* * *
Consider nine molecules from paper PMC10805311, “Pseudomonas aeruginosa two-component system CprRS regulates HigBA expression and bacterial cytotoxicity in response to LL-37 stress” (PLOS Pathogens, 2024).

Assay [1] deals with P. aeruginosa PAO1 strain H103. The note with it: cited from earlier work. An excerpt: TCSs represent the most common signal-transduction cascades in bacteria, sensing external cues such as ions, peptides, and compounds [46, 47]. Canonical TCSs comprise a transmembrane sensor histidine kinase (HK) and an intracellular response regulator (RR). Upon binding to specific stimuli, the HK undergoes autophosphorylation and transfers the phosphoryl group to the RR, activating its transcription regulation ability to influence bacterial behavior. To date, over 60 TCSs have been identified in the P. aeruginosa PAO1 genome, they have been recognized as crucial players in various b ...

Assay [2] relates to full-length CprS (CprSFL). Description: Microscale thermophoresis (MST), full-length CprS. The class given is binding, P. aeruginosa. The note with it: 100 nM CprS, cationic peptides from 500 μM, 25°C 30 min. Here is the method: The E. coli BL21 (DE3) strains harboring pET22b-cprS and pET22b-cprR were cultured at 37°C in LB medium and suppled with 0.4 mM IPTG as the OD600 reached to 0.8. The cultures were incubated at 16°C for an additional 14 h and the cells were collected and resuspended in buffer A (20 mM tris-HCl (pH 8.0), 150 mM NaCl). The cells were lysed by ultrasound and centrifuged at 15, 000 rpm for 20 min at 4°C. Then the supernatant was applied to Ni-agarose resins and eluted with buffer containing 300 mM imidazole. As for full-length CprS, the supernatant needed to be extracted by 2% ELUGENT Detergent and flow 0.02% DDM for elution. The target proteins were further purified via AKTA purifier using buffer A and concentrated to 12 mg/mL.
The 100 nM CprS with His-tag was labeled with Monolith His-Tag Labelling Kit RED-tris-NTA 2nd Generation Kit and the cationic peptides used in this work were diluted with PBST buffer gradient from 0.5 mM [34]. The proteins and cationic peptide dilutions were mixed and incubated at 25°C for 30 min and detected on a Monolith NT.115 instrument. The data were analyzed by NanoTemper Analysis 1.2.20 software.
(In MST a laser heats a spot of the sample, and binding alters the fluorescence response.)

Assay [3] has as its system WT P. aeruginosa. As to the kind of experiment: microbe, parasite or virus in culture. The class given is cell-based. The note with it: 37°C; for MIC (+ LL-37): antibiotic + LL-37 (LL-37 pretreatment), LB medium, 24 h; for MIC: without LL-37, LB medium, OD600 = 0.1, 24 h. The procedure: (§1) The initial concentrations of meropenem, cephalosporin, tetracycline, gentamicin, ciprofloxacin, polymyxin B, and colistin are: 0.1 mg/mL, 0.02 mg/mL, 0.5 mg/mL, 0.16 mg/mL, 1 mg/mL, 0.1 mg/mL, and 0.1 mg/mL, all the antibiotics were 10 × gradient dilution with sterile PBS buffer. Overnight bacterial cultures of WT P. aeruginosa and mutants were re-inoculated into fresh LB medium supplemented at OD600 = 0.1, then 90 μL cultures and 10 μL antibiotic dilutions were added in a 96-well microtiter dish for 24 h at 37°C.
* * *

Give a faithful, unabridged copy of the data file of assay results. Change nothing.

Consider nine molecules from paper PMC10805311, “Pseudomonas aeruginosa two-component system CprRS regulates HigBA expression and bacterial cytotoxicity in response to LL-37 stress” (PLOS Pathogens, 2024).

Assay [1] deals with P. aeruginosa PAO1 strain H103. The note with it: cited from earlier work. An excerpt: TCSs represent the most common signal-transduction cascades in bacteria, sensing external cues such as ions, peptides, and compounds [46, 47]. Canonical TCSs comprise a transmembrane sensor histidine kinase (HK) and an intracellular response regulator (RR). Upon binding to specific stimuli, the HK undergoes autophosphorylation and transfers the phosphoryl group to the RR, activating its transcription regulation ability to influence bacterial behavior. To date, over 60 TCSs have been identified in the P. aeruginosa PAO1 genome, they have been recognized as crucial players in various b ...

Assay [2] relates to full-length CprS (CprSFL). Description: Microscale thermophoresis (MST), full-length CprS. The class given is binding, P. aeruginosa. The note with it: 100 nM CprS, cationic peptides from 500 μM, 25°C 30 min. Here is the method: The E. coli BL21 (DE3) strains harboring pET22b-cprS and pET22b-cprR were cultured at 37°C in LB medium and suppled with 0.4 mM IPTG as the OD600 reached to 0.8. The cultures were incubated at 16°C for an additional 14 h and the cells were collected and resuspended in buffer A (20 mM tris-HCl (pH 8.0), 150 mM NaCl). The cells were lysed by ultrasound and centrifuged at 15, 000 rpm for 20 min at 4°C. Then the supernatant was applied to Ni-agarose resins and eluted with buffer containing 300 mM imidazole. As for full-length CprS, the supernatant needed to be extracted by 2% ELUGENT Detergent and flow 0.02% DDM for elution. The target proteins were further purified via AKTA purifier using buffer A and concentrated to 12 mg/mL.
The 100 nM CprS with His-tag was labeled with Monolith His-Tag Labelling Kit RED-tris-NTA 2nd Generation Kit and the cationic peptides used in this work were diluted with PBST buffer gradient from 0.5 mM [34]. The proteins and cationic peptide dilutions were mixed and incubated at 25°C for 30 min and detected on a Monolith NT.115 instrument. The data were analyzed by NanoTemper Analysis 1.2.20 software.
(In MST a laser heats a spot of the sample, and binding alters the fluorescence response.)

Assay [3] has as its system WT P. aeruginosa. As to the kind of experiment: microbe, parasite or virus in culture. The class given is cell-based. The note with it: 37°C; for MIC (+ LL-37): antibiotic + LL-37 (LL-37 pretreatment), LB medium, 24 h; for MIC: without LL-37, LB medium, OD600 = 0.1, 24 h. The procedure: (§1) The initial concentrations of meropenem, cephalosporin, tetracycline, gentamicin, ciprofloxacin, polymyxin B, and colistin are: 0.1 mg/mL, 0.02 mg/mL, 0.5 mg/mL, 0.16 mg/mL, 1 mg/mL, 0.1 mg/mL, and 0.1 mg/mL, all the antibiotics were 10 × gradient dilution with sterile PBS buffer. Overnight bacterial cultures of WT P. aeruginosa and mutants were re-inoculated into fresh LB medium supplemented at OD600 = 0.1, then 90 μL cultures and 10 μL antibiotic dilutions were added in a 96-well microtiter dish for 24 h at 37°C.